Business Process Management and Quality Systems

Summary

The article focuses on investigating quality systems that are utilised by many organisations across the world. It has outlined factors that have motivated firms to opt for quality systems. Factors, such as meeting customers’ needs, quality requirements and risk reduction have encouraged them to struggle to use the quality system. It has investigated whether quality systems are connected to the performance outcomes of firms.

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His or her methodology has incorporated live observations and Informal interviews, which were conducted after participants were trained. The scholar has analysed the results in four phases, i.e., descriptive and interpretive analysis, grouping and coding of the results. It has been discovered that firms that are investing in quality systems do not engage in administrative processes. According to the article, many business establishments’ managers use wrong approaches to run their firms.

Moreover, business goals are different from process goals. The scholar also argues that information regarding companies’ processes, performance outcomes and results are not available and are inaccessible. However, the study does not disvalue quality systems but argues that firms are not taking advantage of value systems provide.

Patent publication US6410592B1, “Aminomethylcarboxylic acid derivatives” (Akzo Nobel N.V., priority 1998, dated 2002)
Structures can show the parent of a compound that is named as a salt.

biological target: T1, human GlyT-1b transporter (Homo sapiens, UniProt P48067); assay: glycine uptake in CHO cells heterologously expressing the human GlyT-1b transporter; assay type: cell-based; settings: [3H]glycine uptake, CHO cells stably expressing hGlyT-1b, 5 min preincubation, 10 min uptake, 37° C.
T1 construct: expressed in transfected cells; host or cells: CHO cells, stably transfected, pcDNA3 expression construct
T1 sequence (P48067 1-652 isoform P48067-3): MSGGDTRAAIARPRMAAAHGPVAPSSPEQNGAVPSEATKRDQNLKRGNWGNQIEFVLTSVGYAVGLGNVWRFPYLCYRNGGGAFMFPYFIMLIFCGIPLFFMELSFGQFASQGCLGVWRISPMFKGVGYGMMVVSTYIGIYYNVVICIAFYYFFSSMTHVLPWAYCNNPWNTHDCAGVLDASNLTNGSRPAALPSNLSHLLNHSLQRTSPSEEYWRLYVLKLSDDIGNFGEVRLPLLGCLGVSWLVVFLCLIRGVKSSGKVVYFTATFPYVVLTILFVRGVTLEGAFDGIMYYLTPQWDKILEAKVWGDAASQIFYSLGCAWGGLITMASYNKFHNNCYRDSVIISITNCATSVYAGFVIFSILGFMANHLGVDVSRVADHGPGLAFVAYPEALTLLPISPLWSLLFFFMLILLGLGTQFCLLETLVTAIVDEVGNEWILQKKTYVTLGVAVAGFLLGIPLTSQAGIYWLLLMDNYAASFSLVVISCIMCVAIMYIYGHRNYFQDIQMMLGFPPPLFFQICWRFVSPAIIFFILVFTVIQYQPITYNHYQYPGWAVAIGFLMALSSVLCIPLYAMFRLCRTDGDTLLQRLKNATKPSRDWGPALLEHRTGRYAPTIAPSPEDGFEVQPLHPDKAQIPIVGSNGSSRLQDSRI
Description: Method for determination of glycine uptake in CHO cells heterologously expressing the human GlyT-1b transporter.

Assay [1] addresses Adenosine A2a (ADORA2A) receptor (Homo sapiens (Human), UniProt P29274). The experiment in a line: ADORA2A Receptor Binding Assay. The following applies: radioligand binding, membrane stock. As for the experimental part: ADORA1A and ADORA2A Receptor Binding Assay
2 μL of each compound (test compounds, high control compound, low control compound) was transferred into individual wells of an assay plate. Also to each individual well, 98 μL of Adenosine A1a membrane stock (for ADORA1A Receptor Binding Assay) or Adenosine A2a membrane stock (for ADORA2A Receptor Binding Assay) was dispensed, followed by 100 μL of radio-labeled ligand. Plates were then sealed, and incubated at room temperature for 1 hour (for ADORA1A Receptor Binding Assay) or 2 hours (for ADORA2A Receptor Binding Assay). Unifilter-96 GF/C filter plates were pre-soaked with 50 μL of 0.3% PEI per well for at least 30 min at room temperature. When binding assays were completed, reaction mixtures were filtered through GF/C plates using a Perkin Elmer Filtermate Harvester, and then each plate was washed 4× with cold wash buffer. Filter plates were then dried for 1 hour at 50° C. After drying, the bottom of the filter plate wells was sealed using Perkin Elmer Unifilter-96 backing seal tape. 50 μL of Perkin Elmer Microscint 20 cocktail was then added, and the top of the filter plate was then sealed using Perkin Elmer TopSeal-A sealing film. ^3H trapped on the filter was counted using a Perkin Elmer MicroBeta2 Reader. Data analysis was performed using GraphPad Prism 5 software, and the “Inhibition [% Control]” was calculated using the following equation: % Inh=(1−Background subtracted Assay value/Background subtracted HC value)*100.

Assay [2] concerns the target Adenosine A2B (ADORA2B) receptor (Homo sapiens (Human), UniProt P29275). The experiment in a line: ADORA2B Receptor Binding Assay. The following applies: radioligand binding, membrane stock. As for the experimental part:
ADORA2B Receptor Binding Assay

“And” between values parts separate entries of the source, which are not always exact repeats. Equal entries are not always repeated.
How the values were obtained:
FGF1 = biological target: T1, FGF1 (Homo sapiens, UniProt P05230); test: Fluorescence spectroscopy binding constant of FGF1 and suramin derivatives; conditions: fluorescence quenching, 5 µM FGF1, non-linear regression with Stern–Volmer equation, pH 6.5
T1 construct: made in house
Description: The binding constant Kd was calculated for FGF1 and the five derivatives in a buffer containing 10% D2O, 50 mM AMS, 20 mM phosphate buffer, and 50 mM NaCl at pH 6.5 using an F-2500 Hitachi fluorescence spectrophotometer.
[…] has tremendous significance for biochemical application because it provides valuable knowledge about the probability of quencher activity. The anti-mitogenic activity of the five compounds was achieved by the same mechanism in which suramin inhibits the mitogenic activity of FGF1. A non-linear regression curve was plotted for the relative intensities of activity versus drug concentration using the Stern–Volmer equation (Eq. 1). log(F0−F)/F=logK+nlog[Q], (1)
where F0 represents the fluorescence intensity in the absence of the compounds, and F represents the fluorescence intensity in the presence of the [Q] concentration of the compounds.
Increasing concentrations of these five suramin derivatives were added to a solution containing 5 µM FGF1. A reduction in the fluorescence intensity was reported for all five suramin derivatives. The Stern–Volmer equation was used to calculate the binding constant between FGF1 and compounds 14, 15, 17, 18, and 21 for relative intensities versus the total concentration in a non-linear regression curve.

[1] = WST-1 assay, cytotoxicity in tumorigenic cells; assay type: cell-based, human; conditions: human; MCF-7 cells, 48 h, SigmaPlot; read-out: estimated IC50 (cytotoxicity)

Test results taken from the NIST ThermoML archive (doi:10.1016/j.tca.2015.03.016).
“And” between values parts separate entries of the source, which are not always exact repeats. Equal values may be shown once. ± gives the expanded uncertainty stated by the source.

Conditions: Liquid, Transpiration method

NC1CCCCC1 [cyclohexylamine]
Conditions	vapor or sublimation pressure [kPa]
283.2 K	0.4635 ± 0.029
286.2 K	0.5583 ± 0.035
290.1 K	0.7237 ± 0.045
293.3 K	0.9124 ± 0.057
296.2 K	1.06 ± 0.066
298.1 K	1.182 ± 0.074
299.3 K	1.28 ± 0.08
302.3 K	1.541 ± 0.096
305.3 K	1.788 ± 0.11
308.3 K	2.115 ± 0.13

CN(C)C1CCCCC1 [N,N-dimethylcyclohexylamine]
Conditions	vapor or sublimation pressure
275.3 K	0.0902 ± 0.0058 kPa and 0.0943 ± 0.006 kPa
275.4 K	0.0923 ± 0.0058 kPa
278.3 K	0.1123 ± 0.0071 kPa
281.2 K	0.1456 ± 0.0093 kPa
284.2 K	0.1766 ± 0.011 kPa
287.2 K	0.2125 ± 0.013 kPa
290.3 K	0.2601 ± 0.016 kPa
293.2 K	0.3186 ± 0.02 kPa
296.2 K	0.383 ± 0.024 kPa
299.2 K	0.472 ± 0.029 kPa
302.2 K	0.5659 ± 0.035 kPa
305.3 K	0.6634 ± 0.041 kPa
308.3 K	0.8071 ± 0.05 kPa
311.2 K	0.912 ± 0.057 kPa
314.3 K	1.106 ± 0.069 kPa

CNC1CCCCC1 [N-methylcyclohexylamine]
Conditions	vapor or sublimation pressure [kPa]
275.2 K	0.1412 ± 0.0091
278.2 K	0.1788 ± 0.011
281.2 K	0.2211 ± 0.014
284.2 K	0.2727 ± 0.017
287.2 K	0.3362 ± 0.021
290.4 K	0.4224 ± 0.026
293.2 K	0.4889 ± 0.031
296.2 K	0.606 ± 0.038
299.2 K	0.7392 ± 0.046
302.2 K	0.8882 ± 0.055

Key Learning Points

The quality system has become a major economic issue because many organisations have invested in it. The International Organisation for Standardisation (ISO) has issued many certificates since 2008 for quality assurance. There are training seminars where managers from various companies are trained. Customers’ expectations concerning the quality of products and services and government regulations are among the factors that have forced firms to engage in the utilisation of quality systems. Another key point in the article is that quality systems focus on substantiating governance concerning their performance by managing companies’ processes.

For management processes to be successful, there must be the application of quality systems, especially those that are computer-based, that describe how firms should function. Many business establishments are spending a lot of money on systems that they believe produce excellent results. Also, firms’ outcomes are based on many collective activities. Processes should be named and documented for easier identification.

There should be an owner of a process who should be answerable to its performance outcomes. The high-quality performance outcomes are dependent upon quality managers. It is notable from the article that all stakeholders in some firms do not concentrate on the processes that occur every day. Moreover, one should note that ISO 9001 has outlined what quality systems should do to promote the production of high-quality results.